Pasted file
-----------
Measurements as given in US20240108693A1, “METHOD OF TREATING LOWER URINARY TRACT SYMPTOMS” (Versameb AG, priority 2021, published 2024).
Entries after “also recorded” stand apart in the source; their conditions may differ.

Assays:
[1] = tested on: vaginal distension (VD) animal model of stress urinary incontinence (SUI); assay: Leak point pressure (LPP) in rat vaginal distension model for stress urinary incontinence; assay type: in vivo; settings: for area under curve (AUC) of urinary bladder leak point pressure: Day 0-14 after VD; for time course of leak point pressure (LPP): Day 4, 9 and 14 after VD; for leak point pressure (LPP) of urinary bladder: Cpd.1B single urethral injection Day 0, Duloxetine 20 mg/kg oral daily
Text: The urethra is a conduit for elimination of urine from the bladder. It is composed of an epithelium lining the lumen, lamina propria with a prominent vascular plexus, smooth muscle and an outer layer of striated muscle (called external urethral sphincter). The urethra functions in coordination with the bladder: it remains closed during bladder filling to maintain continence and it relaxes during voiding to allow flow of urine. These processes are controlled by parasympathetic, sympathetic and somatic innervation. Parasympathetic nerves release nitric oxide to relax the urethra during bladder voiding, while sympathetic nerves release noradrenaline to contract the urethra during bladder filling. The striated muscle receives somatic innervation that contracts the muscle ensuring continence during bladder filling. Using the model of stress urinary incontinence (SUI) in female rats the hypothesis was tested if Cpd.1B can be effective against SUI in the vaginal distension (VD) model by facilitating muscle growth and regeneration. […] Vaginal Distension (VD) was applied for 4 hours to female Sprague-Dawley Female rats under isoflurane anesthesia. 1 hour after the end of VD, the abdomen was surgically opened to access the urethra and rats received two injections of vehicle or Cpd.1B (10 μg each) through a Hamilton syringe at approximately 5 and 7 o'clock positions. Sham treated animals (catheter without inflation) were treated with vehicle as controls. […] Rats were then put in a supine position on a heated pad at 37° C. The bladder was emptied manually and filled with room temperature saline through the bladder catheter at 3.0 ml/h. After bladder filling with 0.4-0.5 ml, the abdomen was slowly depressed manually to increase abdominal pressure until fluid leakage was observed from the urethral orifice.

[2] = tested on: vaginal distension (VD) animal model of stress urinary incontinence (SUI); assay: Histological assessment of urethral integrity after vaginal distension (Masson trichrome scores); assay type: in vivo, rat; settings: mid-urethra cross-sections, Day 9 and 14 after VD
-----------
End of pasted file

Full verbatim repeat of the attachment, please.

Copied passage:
Measurements as given in US20240108693A1, “METHOD OF TREATING LOWER URINARY TRACT SYMPTOMS” (Versameb AG, priority 2021, published 2024).
Entries after “also recorded” stand apart in the source; their conditions may differ.

Assays:
[1] = tested on: vaginal distension (VD) animal model of stress urinary incontinence (SUI); assay: Leak point pressure (LPP) in rat vaginal distension model for stress urinary incontinence; assay type: in vivo; settings: for area under curve (AUC) of urinary bladder leak point pressure: Day 0-14 after VD; for time course of leak point pressure (LPP): Day 4, 9 and 14 after VD; for leak point pressure (LPP) of urinary bladder: Cpd.1B single urethral injection Day 0, Duloxetine 20 mg/kg oral daily
Text: The urethra is a conduit for elimination of urine from the bladder. It is composed of an epithelium lining the lumen, lamina propria with a prominent vascular plexus, smooth muscle and an outer layer of striated muscle (called external urethral sphincter). The urethra functions in coordination with the bladder: it remains closed during bladder filling to maintain continence and it relaxes during voiding to allow flow of urine. These processes are controlled by parasympathetic, sympathetic and somatic innervation. Parasympathetic nerves release nitric oxide to relax the urethra during bladder voiding, while sympathetic nerves release noradrenaline to contract the urethra during bladder filling. The striated muscle receives somatic innervation that contracts the muscle ensuring continence during bladder filling. Using the model of stress urinary incontinence (SUI) in female rats the hypothesis was tested if Cpd.1B can be effective against SUI in the vaginal distension (VD) model by facilitating muscle growth and regeneration. […] Vaginal Distension (VD) was applied for 4 hours to female Sprague-Dawley Female rats under isoflurane anesthesia. 1 hour after the end of VD, the abdomen was surgically opened to access the urethra and rats received two injections of vehicle or Cpd.1B (10 μg each) through a Hamilton syringe at approximately 5 and 7 o'clock positions. Sham treated animals (catheter without inflation) were treated with vehicle as controls. […] Rats were then put in a supine position on a heated pad at 37° C. The bladder was emptied manually and filled with room temperature saline through the bladder catheter at 3.0 ml/h. After bladder filling with 0.4-0.5 ml, the abdomen was slowly depressed manually to increase abdominal pressure until fluid leakage was observed from the urethral orifice.

[2] = tested on: vaginal distension (VD) animal model of stress urinary incontinence (SUI); assay: Histological assessment of urethral integrity after vaginal distension (Masson trichrome scores); assay type: in vivo, rat; settings: mid-urethra cross-sections, Day 9 and 14 after VD